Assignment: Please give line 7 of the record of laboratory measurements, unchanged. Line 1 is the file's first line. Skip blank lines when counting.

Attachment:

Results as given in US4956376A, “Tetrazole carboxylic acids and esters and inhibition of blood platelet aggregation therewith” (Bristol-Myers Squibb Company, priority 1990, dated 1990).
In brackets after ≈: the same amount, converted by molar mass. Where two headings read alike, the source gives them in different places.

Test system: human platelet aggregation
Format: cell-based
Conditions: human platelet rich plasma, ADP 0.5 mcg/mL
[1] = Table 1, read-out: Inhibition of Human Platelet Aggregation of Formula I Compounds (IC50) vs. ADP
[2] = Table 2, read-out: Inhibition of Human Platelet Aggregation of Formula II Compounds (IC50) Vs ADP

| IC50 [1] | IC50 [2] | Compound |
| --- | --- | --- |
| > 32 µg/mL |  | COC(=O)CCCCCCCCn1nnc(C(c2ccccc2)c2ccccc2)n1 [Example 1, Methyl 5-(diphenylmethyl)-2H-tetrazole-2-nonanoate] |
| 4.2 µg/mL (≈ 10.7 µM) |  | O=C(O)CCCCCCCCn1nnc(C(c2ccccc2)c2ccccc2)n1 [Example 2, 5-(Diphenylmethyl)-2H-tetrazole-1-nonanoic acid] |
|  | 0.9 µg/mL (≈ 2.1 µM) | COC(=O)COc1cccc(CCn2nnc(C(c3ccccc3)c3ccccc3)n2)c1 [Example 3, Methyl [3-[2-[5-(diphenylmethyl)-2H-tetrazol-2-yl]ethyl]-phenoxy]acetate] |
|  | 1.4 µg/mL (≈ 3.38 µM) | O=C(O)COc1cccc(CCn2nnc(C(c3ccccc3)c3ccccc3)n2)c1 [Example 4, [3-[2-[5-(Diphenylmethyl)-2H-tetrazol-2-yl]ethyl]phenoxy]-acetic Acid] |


[2] = Table 2, read-out: Inhibition of Human Platelet Aggregation of Formula II Compounds (IC50) Vs ADP